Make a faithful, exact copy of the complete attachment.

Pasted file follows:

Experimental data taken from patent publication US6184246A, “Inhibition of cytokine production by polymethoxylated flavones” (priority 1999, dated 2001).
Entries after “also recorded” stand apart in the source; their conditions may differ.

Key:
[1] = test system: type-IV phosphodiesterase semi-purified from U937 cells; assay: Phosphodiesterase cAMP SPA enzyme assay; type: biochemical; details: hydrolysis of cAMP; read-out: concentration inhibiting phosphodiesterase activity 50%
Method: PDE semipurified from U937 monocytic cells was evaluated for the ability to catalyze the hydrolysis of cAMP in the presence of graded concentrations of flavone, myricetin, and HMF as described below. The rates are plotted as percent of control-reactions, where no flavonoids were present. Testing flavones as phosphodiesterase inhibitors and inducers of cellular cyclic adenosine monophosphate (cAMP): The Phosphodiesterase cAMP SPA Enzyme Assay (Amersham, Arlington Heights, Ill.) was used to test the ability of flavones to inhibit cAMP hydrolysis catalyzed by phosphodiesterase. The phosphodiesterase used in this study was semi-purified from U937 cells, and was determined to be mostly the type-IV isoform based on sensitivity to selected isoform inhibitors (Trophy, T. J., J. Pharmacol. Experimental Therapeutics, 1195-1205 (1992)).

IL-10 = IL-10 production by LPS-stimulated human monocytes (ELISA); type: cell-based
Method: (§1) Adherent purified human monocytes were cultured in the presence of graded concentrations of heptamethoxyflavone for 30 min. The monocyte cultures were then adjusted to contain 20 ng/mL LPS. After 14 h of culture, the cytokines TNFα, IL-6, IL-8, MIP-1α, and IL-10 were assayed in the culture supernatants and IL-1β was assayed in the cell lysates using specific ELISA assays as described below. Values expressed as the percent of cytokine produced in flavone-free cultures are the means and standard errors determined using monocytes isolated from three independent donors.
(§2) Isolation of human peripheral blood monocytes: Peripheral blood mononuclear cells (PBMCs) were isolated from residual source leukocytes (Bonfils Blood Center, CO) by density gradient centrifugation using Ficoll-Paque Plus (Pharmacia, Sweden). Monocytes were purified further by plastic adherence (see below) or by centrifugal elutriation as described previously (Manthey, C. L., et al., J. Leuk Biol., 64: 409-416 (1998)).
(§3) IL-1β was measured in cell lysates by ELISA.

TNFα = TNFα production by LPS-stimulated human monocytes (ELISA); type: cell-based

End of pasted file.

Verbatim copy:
Experimental data taken from patent publication US6184246A, “Inhibition of cytokine production by polymethoxylated flavones” (priority 1999, dated 2001).
Entries after “also recorded” stand apart in the source; their conditions may differ.

Key:
[1] = test system: type-IV phosphodiesterase semi-purified from U937 cells; assay: Phosphodiesterase cAMP SPA enzyme assay; type: biochemical; details: hydrolysis of cAMP; read-out: concentration inhibiting phosphodiesterase activity 50%
Method: PDE semipurified from U937 monocytic cells was evaluated for the ability to catalyze the hydrolysis of cAMP in the presence of graded concentrations of flavone, myricetin, and HMF as described below. The rates are plotted as percent of control-reactions, where no flavonoids were present. Testing flavones as phosphodiesterase inhibitors and inducers of cellular cyclic adenosine monophosphate (cAMP): The Phosphodiesterase cAMP SPA Enzyme Assay (Amersham, Arlington Heights, Ill.) was used to test the ability of flavones to inhibit cAMP hydrolysis catalyzed by phosphodiesterase. The phosphodiesterase used in this study was semi-purified from U937 cells, and was determined to be mostly the type-IV isoform based on sensitivity to selected isoform inhibitors (Trophy, T. J., J. Pharmacol. Experimental Therapeutics, 1195-1205 (1992)).

IL-10 = IL-10 production by LPS-stimulated human monocytes (ELISA); type: cell-based
Method: (§1) Adherent purified human monocytes were cultured in the presence of graded concentrations of heptamethoxyflavone for 30 min. The monocyte cultures were then adjusted to contain 20 ng/mL LPS. After 14 h of culture, the cytokines TNFα, IL-6, IL-8, MIP-1α, and IL-10 were assayed in the culture supernatants and IL-1β was assayed in the cell lysates using specific ELISA assays as described below. Values expressed as the percent of cytokine produced in flavone-free cultures are the means and standard errors determined using monocytes isolated from three independent donors.
(§2) Isolation of human peripheral blood monocytes: Peripheral blood mononuclear cells (PBMCs) were isolated from residual source leukocytes (Bonfils Blood Center, CO) by density gradient centrifugation using Ficoll-Paque Plus (Pharmacia, Sweden). Monocytes were purified further by plastic adherence (see below) or by centrifugal elutriation as described previously (Manthey, C. L., et al., J. Leuk Biol., 64: 409-416 (1998)).
(§3) IL-1β was measured in cell lysates by ELISA.

TNFα = TNFα production by LPS-stimulated human monocytes (ELISA); type: cell-based